GREEN BAY – When Donn volunteered to be beautician Caroline Quinn’s makeup model at Mint Salon, he wasn’t completely prepared for the sensation of eyeliner being drawn along his lash line for the first time, nor for the audience watching in wonder.
“It’s really weird to have something being pushed into your eyeball,” he joked to the group. But when someone in the crowd said “wow” to his final transformation, he was quick to grab a handheld mirror and see for himself a smoky eyed and brow-trimmed face gazing back.
Later, Donn, who asked the newspaper to not use his last name, told the Press-Gazette that he liked the experience for the ways it demonstrated self-care and how it allowed him to break free from the “confines of the male harness,” which he said doesn’t fit who he is and how he’d like to identify.
“I’ve always felt confined by the very narrow path men are supposed to walk. It just never fit very well,” Donn said. “That limitation really chafes at me.”
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The group of spectators, a majority of whom were trans women, plus gender diverse folks, allies, and those who dabble in more feminine attire like Donn, asked questions, took notes and generally absorbed Quinn’s makeup tutorial on April 2, as part of the many small-business stops organized for Green Bay’s Trans Day of Visibility celebrations.
Quinn’s role, in her capacity as the owner and beautician of Mint Salon, 1234 Main St., was to provide an inclusive beauty tutorial that could better guide trans women down the road of makeup and skincare regimens.
Alongside all the other struggles trans and gender diverse people face, from harassment, isolation, loss and gender dysphoria — a condition where someone endures distress or anxiety in the face of their gender identity not lining up with the sex they were assigned at birth — some trans women also experience the daunting task of navigating the world of makeup and hair, and not knowing a safe place to turn to.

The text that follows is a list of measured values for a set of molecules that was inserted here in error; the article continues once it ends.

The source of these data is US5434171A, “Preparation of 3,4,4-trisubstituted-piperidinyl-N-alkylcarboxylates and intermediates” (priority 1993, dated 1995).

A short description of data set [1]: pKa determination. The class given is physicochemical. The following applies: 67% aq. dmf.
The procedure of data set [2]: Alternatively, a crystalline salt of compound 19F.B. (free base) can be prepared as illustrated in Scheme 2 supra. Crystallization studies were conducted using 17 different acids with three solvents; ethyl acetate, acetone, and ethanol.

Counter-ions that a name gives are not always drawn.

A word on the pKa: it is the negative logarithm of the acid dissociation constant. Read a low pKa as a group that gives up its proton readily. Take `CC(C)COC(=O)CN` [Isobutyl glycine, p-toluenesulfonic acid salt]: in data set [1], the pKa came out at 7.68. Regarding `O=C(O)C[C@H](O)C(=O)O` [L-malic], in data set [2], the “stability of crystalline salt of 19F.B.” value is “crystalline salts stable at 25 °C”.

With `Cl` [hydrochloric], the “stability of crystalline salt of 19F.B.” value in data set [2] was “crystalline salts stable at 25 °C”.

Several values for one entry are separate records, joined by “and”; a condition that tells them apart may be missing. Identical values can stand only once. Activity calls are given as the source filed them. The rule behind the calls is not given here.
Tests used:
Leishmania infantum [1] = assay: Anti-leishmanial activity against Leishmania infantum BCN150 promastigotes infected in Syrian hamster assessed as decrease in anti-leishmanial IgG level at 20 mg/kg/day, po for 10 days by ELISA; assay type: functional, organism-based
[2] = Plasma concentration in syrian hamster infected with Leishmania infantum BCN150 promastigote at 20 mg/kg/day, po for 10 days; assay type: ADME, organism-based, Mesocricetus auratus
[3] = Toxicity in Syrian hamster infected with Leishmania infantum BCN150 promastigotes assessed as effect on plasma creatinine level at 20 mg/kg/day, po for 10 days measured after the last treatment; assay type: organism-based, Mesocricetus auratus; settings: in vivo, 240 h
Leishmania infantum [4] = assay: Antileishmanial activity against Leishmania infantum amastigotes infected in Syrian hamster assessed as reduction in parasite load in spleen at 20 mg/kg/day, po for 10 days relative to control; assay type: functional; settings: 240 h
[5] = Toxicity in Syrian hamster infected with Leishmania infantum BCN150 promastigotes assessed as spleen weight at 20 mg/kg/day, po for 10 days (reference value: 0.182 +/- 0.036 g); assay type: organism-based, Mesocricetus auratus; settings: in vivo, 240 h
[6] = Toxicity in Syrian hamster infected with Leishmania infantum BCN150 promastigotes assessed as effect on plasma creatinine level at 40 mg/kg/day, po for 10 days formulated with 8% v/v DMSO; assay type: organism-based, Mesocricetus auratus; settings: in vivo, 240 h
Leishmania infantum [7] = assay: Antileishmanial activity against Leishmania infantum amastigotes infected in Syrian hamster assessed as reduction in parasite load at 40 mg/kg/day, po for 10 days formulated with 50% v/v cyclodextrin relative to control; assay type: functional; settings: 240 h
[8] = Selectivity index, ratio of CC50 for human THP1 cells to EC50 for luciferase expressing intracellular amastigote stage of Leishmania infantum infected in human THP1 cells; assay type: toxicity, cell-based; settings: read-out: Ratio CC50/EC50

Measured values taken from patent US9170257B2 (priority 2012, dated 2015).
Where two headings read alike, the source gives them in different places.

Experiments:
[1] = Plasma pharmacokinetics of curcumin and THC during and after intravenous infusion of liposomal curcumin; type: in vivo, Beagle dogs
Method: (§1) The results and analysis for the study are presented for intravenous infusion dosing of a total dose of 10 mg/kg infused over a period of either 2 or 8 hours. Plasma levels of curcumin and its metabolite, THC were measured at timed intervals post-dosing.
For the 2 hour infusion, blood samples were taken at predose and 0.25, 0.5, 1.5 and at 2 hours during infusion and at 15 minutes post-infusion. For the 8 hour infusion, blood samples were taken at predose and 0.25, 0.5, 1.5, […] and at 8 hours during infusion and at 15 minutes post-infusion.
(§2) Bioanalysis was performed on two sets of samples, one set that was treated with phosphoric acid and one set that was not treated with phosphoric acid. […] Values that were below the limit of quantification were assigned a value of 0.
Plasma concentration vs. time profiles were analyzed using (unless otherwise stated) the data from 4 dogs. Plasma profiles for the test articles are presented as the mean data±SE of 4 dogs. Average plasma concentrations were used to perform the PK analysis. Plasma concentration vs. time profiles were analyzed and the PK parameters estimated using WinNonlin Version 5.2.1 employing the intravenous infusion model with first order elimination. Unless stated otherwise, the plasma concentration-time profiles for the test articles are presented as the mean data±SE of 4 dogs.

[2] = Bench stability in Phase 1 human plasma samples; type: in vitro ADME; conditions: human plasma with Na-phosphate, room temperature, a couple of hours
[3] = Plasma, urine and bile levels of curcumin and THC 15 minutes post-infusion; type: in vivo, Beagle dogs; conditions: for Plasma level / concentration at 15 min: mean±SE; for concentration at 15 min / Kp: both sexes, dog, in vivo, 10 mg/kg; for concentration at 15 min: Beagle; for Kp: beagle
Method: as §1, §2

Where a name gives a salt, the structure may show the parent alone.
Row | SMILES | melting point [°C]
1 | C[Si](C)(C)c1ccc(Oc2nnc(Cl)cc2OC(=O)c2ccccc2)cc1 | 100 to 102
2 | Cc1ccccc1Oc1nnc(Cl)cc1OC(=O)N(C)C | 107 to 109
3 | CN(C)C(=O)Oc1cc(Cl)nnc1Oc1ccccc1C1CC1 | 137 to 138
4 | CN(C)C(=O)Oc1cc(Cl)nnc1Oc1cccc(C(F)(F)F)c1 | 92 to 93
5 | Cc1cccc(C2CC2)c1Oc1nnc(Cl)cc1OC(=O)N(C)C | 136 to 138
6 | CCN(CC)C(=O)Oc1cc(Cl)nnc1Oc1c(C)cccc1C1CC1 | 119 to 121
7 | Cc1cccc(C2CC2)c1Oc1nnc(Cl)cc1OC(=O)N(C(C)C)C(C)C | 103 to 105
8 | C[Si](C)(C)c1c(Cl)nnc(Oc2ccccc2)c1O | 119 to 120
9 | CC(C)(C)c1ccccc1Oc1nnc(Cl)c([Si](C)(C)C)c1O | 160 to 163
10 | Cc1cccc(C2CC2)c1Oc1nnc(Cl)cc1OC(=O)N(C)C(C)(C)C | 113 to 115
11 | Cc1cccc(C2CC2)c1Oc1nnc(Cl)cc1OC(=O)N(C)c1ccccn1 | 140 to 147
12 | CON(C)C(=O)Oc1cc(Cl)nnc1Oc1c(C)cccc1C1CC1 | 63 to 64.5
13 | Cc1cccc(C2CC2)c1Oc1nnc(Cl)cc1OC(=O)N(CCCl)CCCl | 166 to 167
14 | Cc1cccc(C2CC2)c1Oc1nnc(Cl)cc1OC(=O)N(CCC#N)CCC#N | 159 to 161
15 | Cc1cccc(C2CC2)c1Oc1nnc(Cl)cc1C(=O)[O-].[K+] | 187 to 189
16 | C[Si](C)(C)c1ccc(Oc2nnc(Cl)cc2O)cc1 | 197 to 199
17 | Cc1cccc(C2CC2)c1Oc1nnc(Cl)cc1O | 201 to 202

Quinn said she hopes people walked away from the class knowing ways to soften some of the masculine features they may have been born with and learn how to better lean into feminine expressions of beauty.
Built into her tutorial and product suggestions, too, she provided ample opportunity for gender affirmation. She invited everyone to consider what feature of theirs they loved the most, “even if it’s only a little bit more than they hate every other part.”
“Everyone seriously looks beautiful,” Quinn told Saturday’s group. “I need to tell you that coming in here organically, you’re already making really beautiful choices for yourselves.”
Mint Salon part of push for more trans-inclusive downtown businesses
While this is Quinn’s first invitation to take part in the Trans Day of Visibility events, coming to the aid of trans women isn’t new for her. And her role can mean the world to those scrambling through the legal motions of gender transition, such as obtaining a new license.
Rachel Maes, Green Bay’s assistant attorney, said when she made her official transition at work, a stage that included directories and email updates with her new name, she booked an appointment with Quinn ahead of going to the Wisconsin Department of Motor Vehicles to get her picture taken.
“(Quinn) actually sat down with me two months ahead of time just to get to know me and listen to my story and experience, to get a better understanding of who I am and what my personality is,” Maes said. “I was totally blown away by the fact that someone providing a service like this would just meet with me on her own time free of charge.”
For Maes and many other people who find themselves wanting a beauty change in a nonjudgmental zone, finding partners in Mint Salon and other small businesses along Main Street is critical for Green Bay’s growing LGBTQ community.
Emily Cubitt, marketing manager for Downtown Green Bay, Inc., said she’s really proud to be part of the establishments that can invite and celebrate Green Bay’s LGBTQ community, especially on a day as important as Trans Day of Visibility.
Sunrise on Main Boutique, Ra Imagery, Amphora Wine Bar and the LGBTQ home-base, Napalese Lounge, also took part in the Trans Day of Visibility festivities.
Frayed Knot, a boutique on Packerland Drive, not only participated but has been an ongoing refuge for trans folks reconciling the coming-out process with their spouses and partners.
“It’s great to see all the neighboring businesses step up and come together to show that we’re here for each other,” Cubitt said. “These small businesses want to get people through their doors and they want to showcase that everyone is welcome.”
Down the road, Cubitt said Downtown Green Bay, Inc., is finalizing summer events that will likely include businesses opening up for future LGBTQ-focused events.
“People tend to think of Milwaukee and Madison as being the only (LGBTQ) inclusive areas in our state,” Cubitt said. “We want to bridge that gap.”
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